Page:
Quality Beers Need Quality Equipment

By Jon Wallace

In 2012, Fat Bottom Brewing was the first brewery to open its doors in East Nashville, an up and coming neighborhood home to musicians, songwriters and visual artists. After a bumpy start, the brewery made a commitment to support its quality, which helped establish a loyal following in the city and across the state.

A decade before starting the business, owner Ben Bredesen started brewing beer when his wife bought him a book on home brewing. “She encouraged me to make my own beer instead of spending so much money buying it,” said Bredesen. It was a decision she immediately regretted. From filling their bath tub with test recipes to storing mountains of bottles in their closet, his home brewing project enveloped their entire home.

In 2012, Bredesen moved his brewing project into a 5,000-square-foot facility in East Nashville and named it Fat Bottom Brewing. The name caught the eyes of intrigued guests, and the beer kept them coming back for more. Bredesen used the recipes he perfected at home and scaled them to fit the new 15-barrel brew house.

The whole Fat Bottom experience was novel. Fat Bottom wasn’t just the first brewery in East Nashville, it was the first production brewery in the city to offer food.

During their first year in business, Fat Bottom produced a total of 400 barrels of beer. Soon after, Bredesen decided to start canning beers, and business exploded. Production doubled that year, and then doubled again, and demand quickly exceeded their capacity. There was no denying that Fat Bottom was outgrowing their East Nashville home and needed a bigger space to match the booming demand.

In 2015, Bredesen scoured for locations inside the interstate loop in the heart of Music City. With no initial luck, he expanded his search and stumbled upon a vacant lot in The Nations neighborhood of West Nashville. The area reminded Bredesen of East Nashville back in 2005 when he first moved to the neighborhood. Like East Nashville, The Nations was developing its character – new construction was going up, more people were moving in and businesses were popping up. There was no question this would be Fat Bottom’s new home.

Since the beginning of this year, their new 33,000-square-foot multi-use facility has housed their brewing and canning operations, a taproom, restaurant, beer garden and private event space.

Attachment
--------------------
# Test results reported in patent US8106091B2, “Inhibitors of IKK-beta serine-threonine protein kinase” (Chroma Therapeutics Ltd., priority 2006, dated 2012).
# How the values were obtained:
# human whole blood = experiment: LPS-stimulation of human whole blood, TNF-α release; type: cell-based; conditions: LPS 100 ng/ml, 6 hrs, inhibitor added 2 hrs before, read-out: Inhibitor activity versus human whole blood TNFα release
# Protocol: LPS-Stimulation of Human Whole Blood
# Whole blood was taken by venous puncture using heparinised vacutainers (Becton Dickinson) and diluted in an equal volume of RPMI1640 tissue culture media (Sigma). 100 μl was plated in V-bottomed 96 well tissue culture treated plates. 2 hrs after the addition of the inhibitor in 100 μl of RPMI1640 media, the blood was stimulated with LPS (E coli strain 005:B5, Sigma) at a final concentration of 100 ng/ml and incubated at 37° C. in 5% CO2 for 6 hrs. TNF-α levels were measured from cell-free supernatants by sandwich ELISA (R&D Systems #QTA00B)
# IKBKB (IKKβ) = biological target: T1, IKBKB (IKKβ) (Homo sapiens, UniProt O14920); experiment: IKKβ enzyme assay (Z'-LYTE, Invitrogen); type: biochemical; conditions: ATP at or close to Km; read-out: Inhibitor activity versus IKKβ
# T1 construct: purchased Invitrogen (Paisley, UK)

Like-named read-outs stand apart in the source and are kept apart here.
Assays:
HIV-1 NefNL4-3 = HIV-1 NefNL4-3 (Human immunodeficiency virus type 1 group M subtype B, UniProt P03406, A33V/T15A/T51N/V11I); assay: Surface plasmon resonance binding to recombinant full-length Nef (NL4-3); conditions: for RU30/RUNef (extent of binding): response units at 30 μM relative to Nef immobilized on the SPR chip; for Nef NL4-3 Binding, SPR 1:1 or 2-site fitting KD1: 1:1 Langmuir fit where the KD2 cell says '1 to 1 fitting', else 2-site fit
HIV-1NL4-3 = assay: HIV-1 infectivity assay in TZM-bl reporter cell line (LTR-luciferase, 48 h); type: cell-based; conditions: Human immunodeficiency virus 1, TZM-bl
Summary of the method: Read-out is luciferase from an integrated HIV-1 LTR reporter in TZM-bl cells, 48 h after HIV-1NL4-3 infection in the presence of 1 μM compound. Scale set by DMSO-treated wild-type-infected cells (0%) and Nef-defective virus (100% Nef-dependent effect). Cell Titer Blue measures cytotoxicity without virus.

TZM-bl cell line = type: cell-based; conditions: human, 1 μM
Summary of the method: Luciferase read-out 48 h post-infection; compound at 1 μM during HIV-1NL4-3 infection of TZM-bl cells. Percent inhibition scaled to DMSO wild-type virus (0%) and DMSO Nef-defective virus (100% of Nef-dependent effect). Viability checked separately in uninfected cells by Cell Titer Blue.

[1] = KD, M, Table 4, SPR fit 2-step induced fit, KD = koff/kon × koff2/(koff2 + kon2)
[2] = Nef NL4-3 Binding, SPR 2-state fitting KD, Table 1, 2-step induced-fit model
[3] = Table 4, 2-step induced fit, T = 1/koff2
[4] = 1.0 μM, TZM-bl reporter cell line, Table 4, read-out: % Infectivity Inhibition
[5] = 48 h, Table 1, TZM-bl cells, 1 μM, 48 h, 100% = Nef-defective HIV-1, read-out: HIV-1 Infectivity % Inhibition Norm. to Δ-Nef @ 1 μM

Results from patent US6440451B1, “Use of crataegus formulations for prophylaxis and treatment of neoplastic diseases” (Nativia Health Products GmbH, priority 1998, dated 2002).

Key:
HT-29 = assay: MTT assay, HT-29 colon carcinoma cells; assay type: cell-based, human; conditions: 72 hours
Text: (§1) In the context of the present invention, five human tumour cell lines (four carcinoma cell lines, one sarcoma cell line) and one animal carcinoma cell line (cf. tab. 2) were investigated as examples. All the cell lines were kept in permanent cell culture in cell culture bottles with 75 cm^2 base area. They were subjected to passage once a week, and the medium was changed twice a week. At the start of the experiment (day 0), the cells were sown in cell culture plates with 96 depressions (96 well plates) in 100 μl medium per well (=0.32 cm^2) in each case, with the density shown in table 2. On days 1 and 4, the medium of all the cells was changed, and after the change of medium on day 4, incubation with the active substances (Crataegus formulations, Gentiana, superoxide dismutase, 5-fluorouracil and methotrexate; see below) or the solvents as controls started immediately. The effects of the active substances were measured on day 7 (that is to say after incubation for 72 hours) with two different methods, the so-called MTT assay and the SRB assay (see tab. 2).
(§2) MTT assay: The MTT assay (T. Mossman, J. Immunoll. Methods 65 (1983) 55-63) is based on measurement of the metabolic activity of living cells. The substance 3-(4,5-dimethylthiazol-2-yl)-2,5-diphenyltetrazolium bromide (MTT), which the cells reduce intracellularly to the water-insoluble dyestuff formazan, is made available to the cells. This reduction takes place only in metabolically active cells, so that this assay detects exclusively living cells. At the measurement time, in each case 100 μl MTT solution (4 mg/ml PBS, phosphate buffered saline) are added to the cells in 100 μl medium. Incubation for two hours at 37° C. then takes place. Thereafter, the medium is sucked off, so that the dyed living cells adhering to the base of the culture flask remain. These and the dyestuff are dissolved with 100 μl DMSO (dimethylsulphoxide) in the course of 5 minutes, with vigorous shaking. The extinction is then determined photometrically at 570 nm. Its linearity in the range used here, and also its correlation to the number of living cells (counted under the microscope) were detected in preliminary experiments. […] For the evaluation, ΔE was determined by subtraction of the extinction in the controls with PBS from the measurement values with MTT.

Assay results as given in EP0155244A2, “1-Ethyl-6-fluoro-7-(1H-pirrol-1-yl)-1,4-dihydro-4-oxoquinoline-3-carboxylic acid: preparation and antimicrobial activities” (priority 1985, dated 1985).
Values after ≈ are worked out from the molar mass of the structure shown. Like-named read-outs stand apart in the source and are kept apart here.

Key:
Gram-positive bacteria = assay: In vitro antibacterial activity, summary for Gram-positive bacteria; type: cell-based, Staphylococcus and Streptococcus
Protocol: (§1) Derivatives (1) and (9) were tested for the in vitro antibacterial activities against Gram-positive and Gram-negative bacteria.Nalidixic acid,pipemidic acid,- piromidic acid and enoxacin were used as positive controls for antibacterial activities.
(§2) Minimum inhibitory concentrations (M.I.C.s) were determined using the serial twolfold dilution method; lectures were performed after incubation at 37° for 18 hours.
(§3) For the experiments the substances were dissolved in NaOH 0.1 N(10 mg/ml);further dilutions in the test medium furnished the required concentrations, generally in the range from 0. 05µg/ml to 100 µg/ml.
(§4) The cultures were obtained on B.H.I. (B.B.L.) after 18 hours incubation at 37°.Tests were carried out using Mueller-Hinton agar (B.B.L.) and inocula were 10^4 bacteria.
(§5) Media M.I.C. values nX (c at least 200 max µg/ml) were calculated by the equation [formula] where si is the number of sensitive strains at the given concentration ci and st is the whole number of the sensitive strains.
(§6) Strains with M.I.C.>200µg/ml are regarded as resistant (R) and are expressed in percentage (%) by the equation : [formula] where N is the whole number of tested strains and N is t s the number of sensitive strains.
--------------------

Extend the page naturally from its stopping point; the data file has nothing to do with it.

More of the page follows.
Despite Fat Bottom’s major expansion, business success and continued plans to grow, quality is still at the heart of the story.

With their move to The Nations, Bredesen knew that capital investments needed to be made for quality assurance. They wanted to upgrade their equipment from the original oil-injected piston compressor for better energy efficiency, production quality and workplace satisfaction.

“Air runs a lot of the equipment we use,” explained Bredesen. “I wanted better control over the air quality in the system, specifically in the brewing, kegging and canning processes.”

After exploring several options, Bredesen chose the Atlas Copco SF 22, an oil-free scroll compressor that delivers clean and dry air, which is an instrument for applications throughout the brewing facility. The new system gave Bredesen and his team peace of mind that oil wouldn’t infiltrate the process and cause issues with product quality.

Improving workplace quality was also top of mind. Bredesen wanted a new compressor that would significantly reduce noise pollution in the brewery, and the SF22 does just that. Its slow speed of scroll compression is much quieter than the original oil-injected piston compressor they had in East Nashville.

“The scroll systems for air quality and noise of the device is so much better,” said Bredesen. “We typically have three people running the canning line, and they don’t even notice that the compressor is running.”

The new compressor system has helped Fat Bottom produce close to 7,500 barrels in its new space while increasing capacity for production. Unlike their previous system, Fat Bottom’s new SF22 compressor is able to control air output depending on production demand so no energy is wasted.

When it comes to the future of Fat Bottom, Bredesen is excited about opportunities to expand their beer portfolio with the new Atlas Copco compressor system. The SF22 will help in Bredesen’s plans to open an on-site bottle shop and growler filling station called The Nations’ Tiniest Beer Store in the near future.

In the meantime, you can visit Fat Bottom Brewing at 800 44th Ave. N in Nashville, TN.